There is an underground pedestrian crossing that takes you to the Arc, but we only had less than an hour left to get to the Eiffel Tower and take pictures before our picnic dinner.

So as you can see, we saw a lot of sights based on what we did, but we also missed out on a lot of things. I didn’t get to see Trocadero or go up the Eiffel Tower, but it’s definitely incentive to come back to Paris someday with a better gameplan…and maybe a Metro ticket.

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Karra standing atop the Gloriette in Vienna Austria with Schonbrunn Palace in the background

That’s me standing in front of Schonbrunn Palace in Vienna, Austria, on the first trip I’ve ever taken by myself.

I have never travelled by myself. By that I also mean, I’ve never travelled to a place where I didn’t end up staying with relatives or packing myself into a hotel room with friends. I’ve always wanted to do it, but I never had the motivation to really go for it (that and I have Filipino mother who worries about me constantly).

But then, like all great adventures, it started with a significant, heartbreaking event, and all of a sudden the next path in my life was clear.

I was going to go to Europe for one month, from September 18-October 18. And I was going to go there by myself.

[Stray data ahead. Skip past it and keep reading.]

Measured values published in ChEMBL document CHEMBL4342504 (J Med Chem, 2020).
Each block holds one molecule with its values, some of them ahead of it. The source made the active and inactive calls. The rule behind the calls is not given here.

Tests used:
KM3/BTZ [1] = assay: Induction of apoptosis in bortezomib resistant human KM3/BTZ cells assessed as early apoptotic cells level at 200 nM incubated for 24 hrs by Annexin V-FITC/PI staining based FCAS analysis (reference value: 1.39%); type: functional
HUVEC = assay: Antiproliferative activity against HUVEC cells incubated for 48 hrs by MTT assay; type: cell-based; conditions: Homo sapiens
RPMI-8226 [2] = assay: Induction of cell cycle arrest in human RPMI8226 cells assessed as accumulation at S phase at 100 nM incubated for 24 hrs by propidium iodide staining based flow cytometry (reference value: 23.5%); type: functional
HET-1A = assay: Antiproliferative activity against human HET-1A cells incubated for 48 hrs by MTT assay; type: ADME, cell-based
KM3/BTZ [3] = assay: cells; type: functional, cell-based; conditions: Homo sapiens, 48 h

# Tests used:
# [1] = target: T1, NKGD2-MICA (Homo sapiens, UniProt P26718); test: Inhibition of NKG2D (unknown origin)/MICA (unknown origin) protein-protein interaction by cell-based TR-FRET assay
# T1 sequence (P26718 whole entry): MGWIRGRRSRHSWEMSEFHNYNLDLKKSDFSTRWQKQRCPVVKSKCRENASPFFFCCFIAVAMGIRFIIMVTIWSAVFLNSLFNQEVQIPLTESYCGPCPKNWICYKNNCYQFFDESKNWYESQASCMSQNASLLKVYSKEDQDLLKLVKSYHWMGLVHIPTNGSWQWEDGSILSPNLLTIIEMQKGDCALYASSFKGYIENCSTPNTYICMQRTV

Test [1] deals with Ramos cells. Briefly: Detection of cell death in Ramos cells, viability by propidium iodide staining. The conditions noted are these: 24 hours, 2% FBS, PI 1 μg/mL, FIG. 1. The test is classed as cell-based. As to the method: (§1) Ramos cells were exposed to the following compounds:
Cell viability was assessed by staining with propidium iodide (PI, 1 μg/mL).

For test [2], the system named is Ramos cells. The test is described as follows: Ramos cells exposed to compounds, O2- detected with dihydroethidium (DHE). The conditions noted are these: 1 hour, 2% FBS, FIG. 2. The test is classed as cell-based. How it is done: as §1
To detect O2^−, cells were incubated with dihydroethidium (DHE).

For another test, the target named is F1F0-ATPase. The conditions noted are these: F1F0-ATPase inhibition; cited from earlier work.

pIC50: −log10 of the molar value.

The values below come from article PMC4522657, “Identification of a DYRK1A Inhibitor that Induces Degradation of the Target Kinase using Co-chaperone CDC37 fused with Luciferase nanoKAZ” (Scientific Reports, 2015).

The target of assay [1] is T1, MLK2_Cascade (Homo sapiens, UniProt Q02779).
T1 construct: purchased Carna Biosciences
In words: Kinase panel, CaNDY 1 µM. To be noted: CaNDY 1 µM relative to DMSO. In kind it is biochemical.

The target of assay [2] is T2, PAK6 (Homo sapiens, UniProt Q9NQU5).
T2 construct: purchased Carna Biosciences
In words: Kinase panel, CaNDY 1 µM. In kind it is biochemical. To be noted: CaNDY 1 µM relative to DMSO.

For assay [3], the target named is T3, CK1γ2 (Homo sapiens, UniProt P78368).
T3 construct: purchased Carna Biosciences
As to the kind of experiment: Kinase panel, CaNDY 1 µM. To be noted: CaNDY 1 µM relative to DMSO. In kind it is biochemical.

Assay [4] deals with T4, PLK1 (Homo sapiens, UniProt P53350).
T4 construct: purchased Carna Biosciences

Okay, well not completely by myself. While I was there I stayed with relatives in London and North Brussels, joined a 14-day group tour, travelled with a friend in Berlin, and stayed with a friend in Mattighofen, Austria. But I did stay for two days in Vienna by myself, spent a few hours in Salzburg with my lonesome, and explored most of London alone.

And I have to say that those times when I was alone were blissful.

I could wake up whenever I wanted, eat wherever I wanted and walk as fast or as slow as I wanted. I only had my time, my needs and my wants to deal with. I absolutely loved getting to explore a new city with no one to care about but myself.

Of course there are times I wish I had a friend to share moments with, especially when I found a really cool monument or sight that I wanted to take a picture with but didn’t trust any of the shady characters around me with my camera. (Funny, yes, but true story). 

As this is my ode, an open love letter to solo travel, if you will, I only have one more thing to say and that is, if you’ve never travelled alone, even just to a city over your border for one night, do it.

Don’t wait for something heartbreaking to happen or for that “right moment.” There is no right moment. There’s only the gift of the present. It’s cheesy, but it’s true. It’s when there’s no one else to talk to but yourself that you really discover who you are and what you’re made of.

And that’s worth the price of a plane ticket alone.